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Tintri Blog

Don’t Know Much About Hyperconverged

May 22, 2015

Hyperconverged infrastructure may seem to have some advantages, such as easy scale-out, component standardization and management efficiency–but these don’t quite make up for its shortcomings. For instance, storage resources reach their peak in hyperconverged settings. But then you have to add another appliance, since compute resources only run at 25% utilization. And that’s ignoring the potentially huge challenge of tuning disk storage for a particular application.

Of course, it’s this that begs the question: how might we look for an application-centric solution? After all, each application has its own I/O profile, and latency plays a crucial part in this. In fact, IOPS numbers mean nothing if you don’t have insight on the latency, read/write percentage and I/O size; if a storage array shows a higher latency for a longer period of time, it predicts catastrophic consequences for application performance. A database instance will read many IOPS around 10 microseconds and is very sensitive to latency. Conversely, redo logs will want to have a write and acknowledge under 5 microseconds, whereas a high frequency write will ask for less than one 1 microsecond latency. If a database administrator can’t perform her redo log write quickly during a single write, everything is put to a halt until that write is done.

Moreover, high latency in a virtualized business critical application will have a downwards effect for all the virtual machines on the storage array, potentially causing high quantities of data to end up in the “I/O Blender.” This is a phenomenon that happens when multiple VMs simultaneously send I/O streams to the hypervisor to be processed. With heavy workloads, the I/Os are often sequential but become random because of this blender effect. This has a negative effect on the read/write operations on the disks, causing higher latency. Placing more SSDs or overprovisioning your storage capacity for the application might help you solve this– but will cost you in time and money.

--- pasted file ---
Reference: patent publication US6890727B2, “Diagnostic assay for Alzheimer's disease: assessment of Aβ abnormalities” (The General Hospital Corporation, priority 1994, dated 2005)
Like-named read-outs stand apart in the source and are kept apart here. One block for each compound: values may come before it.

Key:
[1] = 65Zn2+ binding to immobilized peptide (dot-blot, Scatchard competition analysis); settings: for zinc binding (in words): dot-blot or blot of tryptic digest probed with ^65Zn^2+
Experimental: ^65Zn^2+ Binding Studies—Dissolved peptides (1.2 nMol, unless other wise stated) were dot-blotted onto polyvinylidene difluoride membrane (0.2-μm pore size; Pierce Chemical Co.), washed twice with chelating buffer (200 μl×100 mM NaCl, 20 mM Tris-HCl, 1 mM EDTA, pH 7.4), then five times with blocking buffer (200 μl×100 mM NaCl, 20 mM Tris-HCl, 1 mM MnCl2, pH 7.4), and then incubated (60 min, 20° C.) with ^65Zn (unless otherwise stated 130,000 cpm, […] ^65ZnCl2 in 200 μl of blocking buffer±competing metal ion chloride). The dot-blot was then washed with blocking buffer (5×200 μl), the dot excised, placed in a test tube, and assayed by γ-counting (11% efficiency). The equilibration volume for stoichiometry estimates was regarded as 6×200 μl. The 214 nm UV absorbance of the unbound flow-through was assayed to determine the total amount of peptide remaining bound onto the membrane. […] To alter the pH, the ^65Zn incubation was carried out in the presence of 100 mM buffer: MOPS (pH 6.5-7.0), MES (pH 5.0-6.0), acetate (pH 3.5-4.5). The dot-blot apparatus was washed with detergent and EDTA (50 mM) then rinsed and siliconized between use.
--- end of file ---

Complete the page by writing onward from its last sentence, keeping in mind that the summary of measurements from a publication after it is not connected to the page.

The best way to treat this issue is to examine each individual application and its end-to-end behavior, meaning on the host, network and storage level. From a storage perspective it’s desirable to supply this mission critical application with the resources it requires with a latency of less than 1 millisecond. This means that the appliance is so intelligent that it has a continuous overview of all the VMs on the system and of their I/O behavior.

You can do this with the working set analyzer, which performs continuous tracking and provides a 99% hit rate flash on a block size of 8kb. All non-active data will automatically land on HDD. With inline deduplication and compression techniques on the Flash tier and compression applied on the HDD, you can handle 2 to 2.5 times more data than the actual capacity. This is also called effective data. In addition, there’s the ability to implement VM policies for snapshots, clones, replication and encryption, which can be determined per application and/or vDisk.

By applying VM-Aware or Application-Aware Storage, the hyperconverged dependency on the compute component no longer exists, therefore avoiding vendor lock-in. More importantly, each application gets the resources it needs without compromise, even when they need them with less than 1 millisecond latency. The insulated workloads all get the right Quality of Service.

You shouldn’t have to worry about storage management when you should be worrying about virtualized applications. And when you have an application that performs well under all circumstances, you’ll satisfy your customers–and yourself.

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